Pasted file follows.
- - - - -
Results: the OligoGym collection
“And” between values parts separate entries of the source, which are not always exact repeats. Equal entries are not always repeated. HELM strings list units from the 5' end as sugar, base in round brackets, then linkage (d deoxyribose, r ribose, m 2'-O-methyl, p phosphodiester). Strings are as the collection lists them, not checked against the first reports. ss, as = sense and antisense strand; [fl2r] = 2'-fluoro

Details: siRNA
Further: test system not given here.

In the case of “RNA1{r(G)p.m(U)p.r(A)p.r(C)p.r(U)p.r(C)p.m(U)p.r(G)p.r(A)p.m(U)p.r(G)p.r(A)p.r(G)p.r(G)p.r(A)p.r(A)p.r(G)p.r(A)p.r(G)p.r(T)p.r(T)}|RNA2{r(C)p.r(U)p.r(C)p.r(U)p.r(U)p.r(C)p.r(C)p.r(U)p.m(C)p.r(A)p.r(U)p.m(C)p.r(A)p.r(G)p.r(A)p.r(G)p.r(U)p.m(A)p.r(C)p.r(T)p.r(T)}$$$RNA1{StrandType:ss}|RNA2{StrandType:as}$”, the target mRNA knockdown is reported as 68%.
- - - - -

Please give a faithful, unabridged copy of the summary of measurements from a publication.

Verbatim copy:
Results: the OligoGym collection
“And” between values parts separate entries of the source, which are not always exact repeats. Equal entries are not always repeated. HELM strings list units from the 5' end as sugar, base in round brackets, then linkage (d deoxyribose, r ribose, m 2'-O-methyl, p phosphodiester). Strings are as the collection lists them, not checked against the first reports. ss, as = sense and antisense strand; [fl2r] = 2'-fluoro

Details: siRNA
Further: test system not given here.

In the case of “RNA1{r(G)p.m(U)p.r(A)p.r(C)p.r(U)p.r(C)p.m(U)p.r(G)p.r(A)p.m(U)p.r(G)p.r(A)p.r(G)p.r(G)p.r(A)p.r(A)p.r(G)p.r(A)p.r(G)p.r(T)p.r(T)}|RNA2{r(C)p.r(U)p.r(C)p.r(U)p.r(U)p.r(C)p.r(C)p.r(U)p.m(C)p.r(A)p.r(U)p.m(C)p.r(A)p.r(G)p.r(A)p.r(G)p.r(U)p.m(A)p.r(C)p.r(T)p.r(T)}$$$RNA1{StrandType:ss}|RNA2{StrandType:as}$”, the target mRNA knockdown is reported as 68%.